A new iron ore deluge builds

Via RIO at Bloomie:

Iron ore shipments from Rio Tinto Group could rise as much as 5% in 2020 as the producer recovers from operational issues in Australia this year, the exporter says Thursday.

The No. 2 miner will also have consistent capacity for volumes of about 360m tons a year once a first phase of the new Koodaideri mine is fully commissioned, expected in late 2021, Rio said in a statement ahead of investor presentations in London.

So, it looks like this now for 2020/21:

  • RIO 15mt
  • FMG 20mt
  • BHP 10mt
  • Vale 30mt
  • Anglo 10mt

Not quite like the good old days but 85mt of new capacity is still pretty decent. Not all of it will see the market as the majors continue to collude but enough of it will to pressure prices. And it keeps coming the following year as well.

The real issue is that the new capacity will hit a weak Chinese steel sector, regardless of stimulus, as that nation struggles to sustain impossible levels of construction amid interminable industrial recession and scrap keeps on rising. Via Platts:

The Chinese industry body for scrap metal recycling on Wednesday gave its endorsement to the scrap route to steelmaking, saying how its use over the longer-term was indispensable in light of the country’s increasing emphasis on environmental protection.

This was despite the government’s restrictions on the import of scrap, which have made this method of production uneconomical compared with the basic oxygen route, which uses iron ore as a key raw material.

“The development of electric arc furnace steelmaking based on scrap is an important and fundamental solution for China’s steel industry to achieve ultra-low carbon emissions,” Li Shubin, executive vice president of the China Association of Metal Scrap Utilization, or CAMU, said at an industry conference. “It is also the most effective way to reduce waste [buildup] and to use the country’s [scrap] resources.”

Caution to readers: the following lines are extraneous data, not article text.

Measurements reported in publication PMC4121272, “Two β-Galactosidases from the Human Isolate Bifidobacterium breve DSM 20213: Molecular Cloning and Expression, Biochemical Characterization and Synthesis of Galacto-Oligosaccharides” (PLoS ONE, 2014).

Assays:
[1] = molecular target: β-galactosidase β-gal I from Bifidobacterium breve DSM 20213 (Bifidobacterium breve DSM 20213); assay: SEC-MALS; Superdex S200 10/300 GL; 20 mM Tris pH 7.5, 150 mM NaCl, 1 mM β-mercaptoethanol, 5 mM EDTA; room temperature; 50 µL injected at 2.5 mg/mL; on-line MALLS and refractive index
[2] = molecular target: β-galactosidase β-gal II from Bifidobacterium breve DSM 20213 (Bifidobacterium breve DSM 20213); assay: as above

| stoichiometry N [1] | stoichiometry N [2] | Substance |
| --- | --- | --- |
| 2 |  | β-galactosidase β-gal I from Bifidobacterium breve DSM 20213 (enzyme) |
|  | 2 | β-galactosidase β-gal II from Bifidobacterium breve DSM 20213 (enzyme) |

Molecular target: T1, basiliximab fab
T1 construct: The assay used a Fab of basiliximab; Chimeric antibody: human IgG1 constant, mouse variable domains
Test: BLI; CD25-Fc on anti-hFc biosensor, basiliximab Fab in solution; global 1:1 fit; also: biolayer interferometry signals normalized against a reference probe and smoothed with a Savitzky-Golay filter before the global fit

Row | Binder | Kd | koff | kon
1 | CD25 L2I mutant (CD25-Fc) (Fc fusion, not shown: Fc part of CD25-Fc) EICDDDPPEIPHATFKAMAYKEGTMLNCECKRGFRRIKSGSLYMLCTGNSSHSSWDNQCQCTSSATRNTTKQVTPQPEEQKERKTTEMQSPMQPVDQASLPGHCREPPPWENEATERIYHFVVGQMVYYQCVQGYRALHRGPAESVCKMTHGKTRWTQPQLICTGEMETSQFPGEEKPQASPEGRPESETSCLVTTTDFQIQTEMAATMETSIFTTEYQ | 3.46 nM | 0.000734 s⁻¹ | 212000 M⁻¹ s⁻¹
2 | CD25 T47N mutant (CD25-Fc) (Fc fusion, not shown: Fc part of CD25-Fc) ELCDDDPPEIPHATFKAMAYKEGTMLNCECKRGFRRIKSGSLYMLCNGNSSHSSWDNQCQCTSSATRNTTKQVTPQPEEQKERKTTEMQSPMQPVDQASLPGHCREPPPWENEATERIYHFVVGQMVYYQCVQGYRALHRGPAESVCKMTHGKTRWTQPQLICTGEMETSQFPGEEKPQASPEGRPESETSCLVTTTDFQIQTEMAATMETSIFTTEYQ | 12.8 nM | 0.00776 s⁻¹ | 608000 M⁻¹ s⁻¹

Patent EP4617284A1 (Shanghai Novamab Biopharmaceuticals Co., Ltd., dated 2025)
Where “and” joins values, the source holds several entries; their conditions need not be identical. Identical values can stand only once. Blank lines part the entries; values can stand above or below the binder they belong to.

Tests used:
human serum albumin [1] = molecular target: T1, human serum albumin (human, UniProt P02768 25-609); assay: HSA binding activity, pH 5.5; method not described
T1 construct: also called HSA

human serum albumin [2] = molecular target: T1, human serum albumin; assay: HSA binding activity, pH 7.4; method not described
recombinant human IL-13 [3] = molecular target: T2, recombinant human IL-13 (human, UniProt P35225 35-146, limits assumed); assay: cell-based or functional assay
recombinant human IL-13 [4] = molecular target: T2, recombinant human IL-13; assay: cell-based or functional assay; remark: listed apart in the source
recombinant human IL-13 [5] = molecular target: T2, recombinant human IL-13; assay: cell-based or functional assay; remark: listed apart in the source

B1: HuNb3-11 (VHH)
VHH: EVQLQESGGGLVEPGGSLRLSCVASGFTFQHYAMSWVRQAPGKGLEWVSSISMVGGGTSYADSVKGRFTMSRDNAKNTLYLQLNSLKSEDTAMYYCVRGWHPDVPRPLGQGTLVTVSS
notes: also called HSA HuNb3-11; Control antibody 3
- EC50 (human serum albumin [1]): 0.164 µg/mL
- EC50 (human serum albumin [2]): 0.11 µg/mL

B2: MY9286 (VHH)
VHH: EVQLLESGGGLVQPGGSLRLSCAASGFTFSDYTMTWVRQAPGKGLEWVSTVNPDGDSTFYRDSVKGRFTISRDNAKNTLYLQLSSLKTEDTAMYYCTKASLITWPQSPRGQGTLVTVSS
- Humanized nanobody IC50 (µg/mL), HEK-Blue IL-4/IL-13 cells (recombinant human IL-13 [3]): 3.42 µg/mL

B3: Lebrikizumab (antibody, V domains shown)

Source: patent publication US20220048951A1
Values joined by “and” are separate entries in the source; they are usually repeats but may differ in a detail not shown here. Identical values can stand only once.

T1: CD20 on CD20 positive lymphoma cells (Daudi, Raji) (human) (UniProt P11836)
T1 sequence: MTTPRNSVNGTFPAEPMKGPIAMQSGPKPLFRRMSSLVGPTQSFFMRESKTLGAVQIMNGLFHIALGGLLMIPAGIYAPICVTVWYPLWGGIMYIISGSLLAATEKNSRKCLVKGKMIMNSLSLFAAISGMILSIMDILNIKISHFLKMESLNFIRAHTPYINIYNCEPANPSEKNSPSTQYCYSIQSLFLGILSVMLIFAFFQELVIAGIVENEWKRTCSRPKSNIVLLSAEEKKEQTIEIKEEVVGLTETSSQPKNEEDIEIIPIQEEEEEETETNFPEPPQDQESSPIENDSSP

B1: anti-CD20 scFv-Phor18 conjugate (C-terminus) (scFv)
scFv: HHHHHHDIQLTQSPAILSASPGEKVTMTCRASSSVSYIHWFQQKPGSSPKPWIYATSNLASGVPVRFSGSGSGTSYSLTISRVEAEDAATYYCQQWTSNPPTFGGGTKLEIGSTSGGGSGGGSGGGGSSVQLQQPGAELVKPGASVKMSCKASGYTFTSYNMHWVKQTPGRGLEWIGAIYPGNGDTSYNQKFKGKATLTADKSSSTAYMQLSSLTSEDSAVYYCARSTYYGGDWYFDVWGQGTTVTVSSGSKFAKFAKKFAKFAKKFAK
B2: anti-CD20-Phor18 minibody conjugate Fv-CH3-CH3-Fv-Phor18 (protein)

Li cited developed nations like the US, Japan and Germany, where steelmakers have taken to the EAF route of production, partly as a result of government regulation to reduce carbon emissions. The EAF route accounts for 68%, 25% and 30%, respectively, of the three countries in 2018, while only about 12% in China, according to the World Steel Association.

China may look to increase the share of crude steel production via the EAF route to 20% by the end of 2025, the end of its 14th Five-Year Plan period.

“With the gradual buildup of scrap reserves, it is becoming more inevitable for us to recycle scrap, which is helping the growth of EAFs steelmaking,” Jia Yinsong of the Ministry of Industry and Information Technology told the conference in Chengdu.

Jia said each ton of steel produced via the EAF route would result in savings of 1.7 mt of iron ore concentrates, 4.3 mt of raw iron ore, 0.35 mt of coal, 1.6 mt of carbon dioxide emissions and 3 mt of solid waste as compared with the basic oxygen route.

This is my best guess at the future:

Houses and Holes

David Llewellyn-Smith is Chief Strategist at the MB Fund and MB Super. David is the founding publisher and editor of MacroBusiness and was the founding publisher and global economy editor of The Diplomat, the Asia Pacific’s leading geo-politics and economics portal.

He is also a former gold trader and economic commentator at The Sydney Morning Herald, The Age, the ABC and Business Spectator. He is the co-author of The Great Crash of 2008 with Ross Garnaut and was the editor of the second Garnaut Climate Change Review.

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